A resistance welding operation is performed on this condition. The thyristors 14 and 16 are fired at predetermined firing angles so that the welding current I2 flows through the secondary circuit while the primary current I1, which is proportional to the welding current I2, flows through the primary circuit, as shown in FIG. 2(B). When the current I1 or I2 is not flowing or conductive, i.e., both thyristors 14 and 16 are in OFF state, a voltage VTH appears across the thyristors 14 and 16 between their anode and cathode, as shown in FIG. 2 (C).
The voltage VTH across the thyristors is applied to the light emitting diodes 102a and 104a of the waveform converting photo couplers 102 and 104 through the photo MOS FET 108b of the switching photo coupler 108 and the resistor 108. Since the resistor 108 has a considerably high resistance, a large portion of the voltage VTH is dropped by the resistor 106, causing a limited current of maximum 20 milliamperes to flow through the light emitting diodes 102a and 104a.
A positive voltage VTH across the thyristor causes the light emitting diode 104a of the photo coupler 104 to emit a light to place the photo transistor 104b in an ON state, resulting in the ground level (zero volt) at the output terminal 114 during the positive waveform period of the voltage VTH. A negative voltage VTH causes the light emitting diode 102a of the photo coupler 102 to place the photo transistor 102b in an ON state so that the output terminal 114 is placed at the ground level (zero volt) during the negative waveform period of the voltage VTH. During the zero level period of the voltage VTH, neither of the photo diodes 102a and 104b emit a light to place the photo transistors 102b and 104b in an OFF state, so that the output terminal 114 is pulled up to the supply voltage level VBB (5 Volts) from the power supply 110.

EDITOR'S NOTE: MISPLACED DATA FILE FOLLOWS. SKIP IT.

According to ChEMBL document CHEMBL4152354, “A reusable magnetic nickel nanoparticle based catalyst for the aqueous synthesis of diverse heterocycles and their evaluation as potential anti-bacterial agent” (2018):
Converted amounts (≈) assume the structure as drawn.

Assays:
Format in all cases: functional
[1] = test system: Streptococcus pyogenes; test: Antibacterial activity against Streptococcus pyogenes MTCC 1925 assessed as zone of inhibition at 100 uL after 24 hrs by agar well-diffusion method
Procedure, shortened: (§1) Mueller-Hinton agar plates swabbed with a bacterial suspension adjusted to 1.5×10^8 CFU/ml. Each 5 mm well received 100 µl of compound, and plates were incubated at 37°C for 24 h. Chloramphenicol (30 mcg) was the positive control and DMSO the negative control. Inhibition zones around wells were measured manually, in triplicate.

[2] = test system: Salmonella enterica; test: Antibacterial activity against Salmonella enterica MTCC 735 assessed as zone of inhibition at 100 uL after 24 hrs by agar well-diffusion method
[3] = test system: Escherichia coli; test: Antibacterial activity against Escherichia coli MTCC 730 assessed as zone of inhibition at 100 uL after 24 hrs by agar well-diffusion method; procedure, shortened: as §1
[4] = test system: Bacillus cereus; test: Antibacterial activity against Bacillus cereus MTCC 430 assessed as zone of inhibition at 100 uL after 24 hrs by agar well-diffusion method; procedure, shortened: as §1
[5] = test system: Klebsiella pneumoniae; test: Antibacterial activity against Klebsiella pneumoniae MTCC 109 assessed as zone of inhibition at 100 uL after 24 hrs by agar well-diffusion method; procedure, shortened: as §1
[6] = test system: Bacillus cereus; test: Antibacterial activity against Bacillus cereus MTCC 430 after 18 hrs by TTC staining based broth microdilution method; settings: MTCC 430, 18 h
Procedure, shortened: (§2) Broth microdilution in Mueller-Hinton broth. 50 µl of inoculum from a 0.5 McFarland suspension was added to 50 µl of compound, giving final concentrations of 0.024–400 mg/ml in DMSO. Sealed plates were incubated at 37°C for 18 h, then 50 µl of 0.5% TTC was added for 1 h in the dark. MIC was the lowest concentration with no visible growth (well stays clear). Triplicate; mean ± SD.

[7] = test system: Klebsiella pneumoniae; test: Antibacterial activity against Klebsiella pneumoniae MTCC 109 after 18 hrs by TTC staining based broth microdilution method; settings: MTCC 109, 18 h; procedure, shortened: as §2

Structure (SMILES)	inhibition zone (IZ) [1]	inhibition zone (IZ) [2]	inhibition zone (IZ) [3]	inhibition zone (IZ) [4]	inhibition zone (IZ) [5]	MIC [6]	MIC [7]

Thus, the output terminal 114 provides a voltage signal STH which coincides in timing with the voltage VTH waveform across the thyristors and which has a binary or rectangular waveform different from that of the voltage VTH. The rising and falling edges of the rectangular signal STH coincides with those of the primary or welding current I1 or I2, as noted from the comparison between waveforms of FIG. 2 (B) and (D). From such timings of the signal STH, the resistance welding control apparatus measures the welding current, current-conduction angle and/or power factor angle. If the thyristors 14 and 16 are destroyed or failed, this is indicated in the signal STH so that the signal STH may be used to detect the failure of the thyristors 14 and 16.
In this manner, the thyristor voltage detector 100 of the embodiment eliminates the need of a step-down transformer, but instead employs the resistor 106 connected in series between the thyristors 14 and 16, and the waveform converting photo couplers 102 and 104. Thus the photo couplers 102 and 104 of the waveform converter receive a voltage and current essentially equivalent to that obtained from the step-down transformer and convert it into a standardized or rectangular waveform signal.
In general, the space and cost of the power supply and control apparatus of the resistance welding machine are largely consumed by its transformers. The embodiment does not require any step-down transformer for detecting a voltage across the thyristor, thus achieving considerable downsizing and cost cutting of the apparatus.
The present thyristor voltage detector 100 employs the photo MOS FET 108b of the switching photo coupler 108 which is connected in series between the thyristors 14 and 16, and waveform converting photo couplers 102 and 104. The photo MOS FET 108b is switched between ON and OFF states in response to the light emitting diode 108a of the photo coupler 108 which is controlled by the switch control signal CS. During the rest period of no operation of the resistance welding, the switch control signal CS is set to a low level to keep the photo MOS FET 108b in OFF state so that no electric current flows through the detector 100, resulting in no consumption of the electric power.
The photo couplers 102, 104 and 108 provide electrical isolation between the power lines of the welding machine and the control apparatus, thus safely keeping the control apparatus away from the voltage, current and/or noise from the power lines.
FIG. 3 shows an arrangement of a resistance welding control apparatus including the thyristor voltage detector of the embodiment. The resistance welding control apparatus comprises a microprocessor 28, a firing circuit 30, a CT coil (current sensor) 32, a current measuring circuit 34, an I/D 35 an input device 36, a memory 38, a display 40, a turn ON/OFF detector 42 and a voltage zero cross detector 44.
In FIG. 3, a turn-on/off detector 42 is implemented by the thyristor voltage detector 100 of the embodiment. The detector 42 generates the signal STH indicative of the conduction start and stop timings of the primary or welding current I1 or I2, and supplies it to a microprocessor 28 and a welding current measuring circuit 34.